Autism & sensory play

Children with autism often play differently than other kids do. They’ll likely focus on parts of a toy (like wheels) rather than the whole toy. They “pretend play” like other kids do. And they may not want to play with others. But to many children with autism spectrum disorder (ASD), playing is the way they express themselves,their toys and their actions may become their words. Play can help children with ASD learn and connect with other people, both children and adults, in a way they understand
Sensory play involves games and activities that stimulate all 5 senses: sound, sight, smell, taste and touch. This is particularly important for children with autism spectrum disorder (ASD) who often have difficulties processing sensory information, as they may be sensitive to sounds or feel lights are overstimulating.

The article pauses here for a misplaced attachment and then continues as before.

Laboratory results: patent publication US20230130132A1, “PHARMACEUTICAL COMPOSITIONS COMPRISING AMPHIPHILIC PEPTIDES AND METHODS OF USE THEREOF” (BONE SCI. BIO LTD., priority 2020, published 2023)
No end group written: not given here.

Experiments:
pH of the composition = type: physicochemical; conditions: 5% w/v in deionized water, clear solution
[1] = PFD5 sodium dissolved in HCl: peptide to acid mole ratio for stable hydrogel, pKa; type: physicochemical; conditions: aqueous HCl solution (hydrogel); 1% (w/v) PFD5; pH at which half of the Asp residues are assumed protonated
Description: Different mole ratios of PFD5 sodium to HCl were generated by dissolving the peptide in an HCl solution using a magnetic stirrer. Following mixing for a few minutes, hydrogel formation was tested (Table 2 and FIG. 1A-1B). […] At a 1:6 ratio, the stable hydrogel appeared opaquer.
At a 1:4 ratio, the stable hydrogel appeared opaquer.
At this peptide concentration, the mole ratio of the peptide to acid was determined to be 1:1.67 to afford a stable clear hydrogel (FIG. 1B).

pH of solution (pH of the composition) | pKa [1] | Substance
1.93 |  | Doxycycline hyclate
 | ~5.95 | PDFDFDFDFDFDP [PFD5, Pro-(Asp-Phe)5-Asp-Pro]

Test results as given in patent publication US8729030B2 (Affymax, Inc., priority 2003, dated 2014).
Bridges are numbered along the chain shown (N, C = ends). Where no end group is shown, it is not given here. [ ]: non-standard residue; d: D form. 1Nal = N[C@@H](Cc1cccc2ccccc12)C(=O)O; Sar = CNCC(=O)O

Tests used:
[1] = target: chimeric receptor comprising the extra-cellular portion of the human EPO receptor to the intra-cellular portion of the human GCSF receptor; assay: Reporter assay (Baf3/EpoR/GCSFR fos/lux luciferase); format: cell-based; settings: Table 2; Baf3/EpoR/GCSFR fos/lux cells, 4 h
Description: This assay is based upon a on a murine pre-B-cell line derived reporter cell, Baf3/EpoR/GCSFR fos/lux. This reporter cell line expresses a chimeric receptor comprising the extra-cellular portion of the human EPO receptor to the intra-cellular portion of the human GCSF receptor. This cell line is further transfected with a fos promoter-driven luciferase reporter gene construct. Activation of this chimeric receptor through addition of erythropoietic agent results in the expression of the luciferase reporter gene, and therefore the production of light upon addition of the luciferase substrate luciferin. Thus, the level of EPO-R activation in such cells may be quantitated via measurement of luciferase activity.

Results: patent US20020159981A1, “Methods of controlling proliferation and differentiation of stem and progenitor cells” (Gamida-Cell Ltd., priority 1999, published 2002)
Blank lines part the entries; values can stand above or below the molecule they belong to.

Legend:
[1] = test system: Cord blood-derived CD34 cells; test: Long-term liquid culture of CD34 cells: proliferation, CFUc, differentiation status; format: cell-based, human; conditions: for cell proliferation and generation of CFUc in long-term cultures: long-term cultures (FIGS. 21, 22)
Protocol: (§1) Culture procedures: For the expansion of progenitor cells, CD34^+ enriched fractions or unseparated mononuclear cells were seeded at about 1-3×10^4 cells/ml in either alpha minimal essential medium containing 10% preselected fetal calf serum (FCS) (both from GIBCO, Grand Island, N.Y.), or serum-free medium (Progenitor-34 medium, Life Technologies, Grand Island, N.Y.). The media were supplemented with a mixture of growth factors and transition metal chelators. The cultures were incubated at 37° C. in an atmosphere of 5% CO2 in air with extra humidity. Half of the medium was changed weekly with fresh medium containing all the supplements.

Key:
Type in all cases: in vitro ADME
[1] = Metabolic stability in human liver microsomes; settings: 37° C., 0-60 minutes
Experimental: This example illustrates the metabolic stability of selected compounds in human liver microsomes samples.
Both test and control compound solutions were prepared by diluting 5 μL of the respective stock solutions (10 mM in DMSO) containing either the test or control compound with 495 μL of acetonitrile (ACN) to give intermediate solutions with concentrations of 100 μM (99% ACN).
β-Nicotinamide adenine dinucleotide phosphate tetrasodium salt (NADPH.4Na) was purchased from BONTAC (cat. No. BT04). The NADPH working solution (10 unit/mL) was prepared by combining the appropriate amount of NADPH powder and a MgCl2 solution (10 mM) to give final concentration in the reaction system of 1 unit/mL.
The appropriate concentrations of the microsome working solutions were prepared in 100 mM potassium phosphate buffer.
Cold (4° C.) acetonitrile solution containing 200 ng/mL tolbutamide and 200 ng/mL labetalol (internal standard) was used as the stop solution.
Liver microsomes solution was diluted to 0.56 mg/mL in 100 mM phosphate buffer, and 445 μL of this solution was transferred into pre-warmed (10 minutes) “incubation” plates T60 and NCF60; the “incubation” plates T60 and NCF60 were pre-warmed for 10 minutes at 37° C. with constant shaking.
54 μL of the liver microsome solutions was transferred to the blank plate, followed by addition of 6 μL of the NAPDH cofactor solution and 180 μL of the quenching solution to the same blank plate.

Sensory activities for autism can be an effective way of learning that activates all areas of a child’s brain, helping them with their cognitive, emotional, physical, social and communication development. For autistic children, engaging in sensory play can retrain the brain’s response to sensory information. This helps them cope better when dealing with different sounds, textures, lights, scents and taste.

Sensory Activities